A while back, my friend Erin suggested I write a post on missionaries. Who are they? What do they do? Why do they do it?
For those outside the missionary community, it’s not a very easy concept to understand.
As the daughter of missionaries, I think I’m in a good position to share some insights and hopefully some understanding too.
Having grown up surrounded by ‘uncles and aunts’, I have a deep admiration for missionaries, but find that I can also be very critical of them. What can I say? I’ve known some great ones who set the bar very high. 😉
Of course, this post will feature lots of generalizations and all are from my viewpoint, so not everyone will agree. But here it goes…
Trying to explain a missionary is like trying to explain a doctor.
- Some are great at what they do. Others aren’t so good. And some are downright bad.
- Some are very specialized (working in a small village, for example). Others work across regions (or, in my parents’ case, 80+ countries).
- Some spend their days working among people and others in an office setting.
- Some are great and passionate and hardworking and humble. Others are tired, selfish, overwhelmed and have forgotten why they started down this path in the first place.
What a missionary actually does from the time they wake up in the morning until they go to sleep at night can be as varied as what a neurosurgeon in NYC does in comparison to a general practitioner in Longview, Texas. It totally depends on the person, their actual job and their context.
So what do missionaries have in common?
Kidding, kidding. I’m kidding. Actually some of the most stylish women I know are missionaries. They’ve found aspects of the Senegalese clothing culture that suit them and have created a personalized hybrid that’s beautiful.
Missionaries are people who have known the love of God in their lives so powerfully that they want to share it with others. Some missionaries do this by staying in the same place they grew up, but others move across the globe to do so. Those are the ones I’m talking about here.
How does someone become a missionary?
The first step to becoming what is called a ‘career missionary’ is finding out that such a thing exists. The second is feeling like God may be inviting you to go that route… wherever on the globe it might end up! Steps 3 thru 116 in the process are usually finding an mission organization that appeals to you and then a long series of very in-depth questionnaires, interviews, personality tests and even medical tests. If you’re going to be sent overseas to represent God and an organization, that organization wants to be sure they know every.single.thing about you. And that they like it, en plus.
Once a person passes all these very lengthy stages, they may then enter a time of fundraising and enlisting people to pray for them as they go. There’s also usually a pretty intense training period that may include cultural introduction, team-building and learning how to kill and butcher a chicken or use a squatty-potty, depending where in the world you’ll be moving.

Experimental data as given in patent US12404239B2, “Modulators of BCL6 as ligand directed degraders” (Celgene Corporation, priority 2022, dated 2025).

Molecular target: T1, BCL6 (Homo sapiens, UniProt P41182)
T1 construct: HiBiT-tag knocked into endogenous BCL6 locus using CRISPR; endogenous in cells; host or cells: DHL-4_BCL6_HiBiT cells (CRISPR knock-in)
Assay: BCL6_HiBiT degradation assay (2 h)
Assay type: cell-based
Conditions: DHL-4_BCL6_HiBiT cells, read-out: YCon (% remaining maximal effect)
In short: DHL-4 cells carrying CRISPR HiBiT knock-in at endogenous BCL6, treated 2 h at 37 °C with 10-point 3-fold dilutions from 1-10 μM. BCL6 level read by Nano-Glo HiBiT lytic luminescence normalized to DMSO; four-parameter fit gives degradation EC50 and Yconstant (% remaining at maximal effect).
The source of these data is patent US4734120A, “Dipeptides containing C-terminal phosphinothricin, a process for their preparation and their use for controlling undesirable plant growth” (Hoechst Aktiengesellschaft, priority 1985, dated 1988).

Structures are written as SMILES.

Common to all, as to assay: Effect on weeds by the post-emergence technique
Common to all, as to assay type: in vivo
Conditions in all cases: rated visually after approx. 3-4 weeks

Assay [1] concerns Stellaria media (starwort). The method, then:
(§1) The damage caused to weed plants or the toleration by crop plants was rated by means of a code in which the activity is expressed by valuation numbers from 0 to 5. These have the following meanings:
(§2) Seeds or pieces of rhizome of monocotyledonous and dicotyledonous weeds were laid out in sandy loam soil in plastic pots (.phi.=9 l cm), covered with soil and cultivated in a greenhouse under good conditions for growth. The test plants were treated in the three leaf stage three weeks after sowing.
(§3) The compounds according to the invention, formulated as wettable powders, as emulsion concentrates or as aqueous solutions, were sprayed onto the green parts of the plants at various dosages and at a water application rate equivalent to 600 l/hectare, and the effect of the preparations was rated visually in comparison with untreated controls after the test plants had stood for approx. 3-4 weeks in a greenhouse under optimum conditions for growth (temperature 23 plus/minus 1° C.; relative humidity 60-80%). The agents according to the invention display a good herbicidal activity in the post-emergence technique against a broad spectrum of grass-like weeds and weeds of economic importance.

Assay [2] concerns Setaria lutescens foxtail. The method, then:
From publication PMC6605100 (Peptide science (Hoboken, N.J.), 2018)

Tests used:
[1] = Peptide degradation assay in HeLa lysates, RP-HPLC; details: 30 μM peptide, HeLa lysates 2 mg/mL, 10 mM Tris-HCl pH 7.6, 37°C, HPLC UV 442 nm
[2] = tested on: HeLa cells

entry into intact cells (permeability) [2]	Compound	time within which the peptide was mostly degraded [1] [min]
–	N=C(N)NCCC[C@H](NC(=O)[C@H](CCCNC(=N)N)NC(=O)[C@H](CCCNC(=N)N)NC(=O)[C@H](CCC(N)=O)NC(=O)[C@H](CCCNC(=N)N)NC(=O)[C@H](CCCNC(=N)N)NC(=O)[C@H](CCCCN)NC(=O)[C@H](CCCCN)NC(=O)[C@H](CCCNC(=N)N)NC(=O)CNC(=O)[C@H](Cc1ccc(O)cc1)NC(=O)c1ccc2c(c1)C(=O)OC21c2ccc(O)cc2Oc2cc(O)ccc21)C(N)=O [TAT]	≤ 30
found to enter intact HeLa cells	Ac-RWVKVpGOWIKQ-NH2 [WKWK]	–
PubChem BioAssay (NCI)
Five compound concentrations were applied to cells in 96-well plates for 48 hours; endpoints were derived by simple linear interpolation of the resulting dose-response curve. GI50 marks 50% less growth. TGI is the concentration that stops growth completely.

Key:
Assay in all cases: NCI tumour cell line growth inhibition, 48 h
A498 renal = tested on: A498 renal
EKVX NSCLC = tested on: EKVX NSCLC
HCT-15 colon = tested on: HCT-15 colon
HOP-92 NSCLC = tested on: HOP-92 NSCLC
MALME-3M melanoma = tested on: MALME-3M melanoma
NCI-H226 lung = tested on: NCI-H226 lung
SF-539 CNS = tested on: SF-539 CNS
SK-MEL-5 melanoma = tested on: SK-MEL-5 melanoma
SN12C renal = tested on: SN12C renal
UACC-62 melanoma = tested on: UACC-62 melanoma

MK: Missionary Kid, now more commonly called a TCK
TCK: Third Culture Kid
Stateside or Home Assignment: a period of time in which the missionary goes back to their home country to reconnect with their family, friends and churches… and usually gain 20lbs.
Sending church: a church that endorses the work a missionary is doing and generally supports them financially
Supporters: individuals that endorse the work a missionary is doing and generally support them financially
Prayer supporters: people who pray for missionaries and their work
What is a missionary’s ‘day job’ then?
They may be translating the Bible into another language, working in a health clinic, teaching English, setting up desert irrigation or counseling families in crisis… or even doing accounting and bookkeeping for their organization. Whatever their job is, their purpose is to share the message of God’s love for all people.
What challenges do missionaries face?
Since many rely on financial support from churches or individuals, there’s a constant underlying (or surface!) stress over money. Many missionaries live by faith, which is a difficult but beautiful thing. The next time you find yourself talking to missionary, ask them to tell you about a time God provided for their needs. I have no tips for getting them to stop talking once this topic is introduced. 😉
All parents worry about their kids. In addition to the usual concerns about raising little ones, missionaries also worry that their TCKs (Third Culture Kids: children who were raised in a culture outside of their parents’ culture) may grow up speaking their ‘native’ language with a foreign accent, not know how to flush an American-style toilet, or not recognize their grandparents at the airport…
Some missionaries feel they can’t take vacations or even go to nice restaurants because everything gets run through the filter of ‘What would our supporters think if they knew we were spending money on this?’ (Here’s my two centimes if you are one of these supporters: Most of these missionaries are very in need of a break and some rest. Encourage them to do so and not feel guilty.)
Culture shock, learning a new language, adapting to a new culture, fitting back into your home culture and going through reverse culture shock… these are continual challenges missionaries face.
In their hardest moments, missionaries ask themselves, “Is it worth it?” Was uprooting my family, moving across the globe to a place where I’ll never fully fit in to share a message that doesn’t seem to be getting through really the right decision?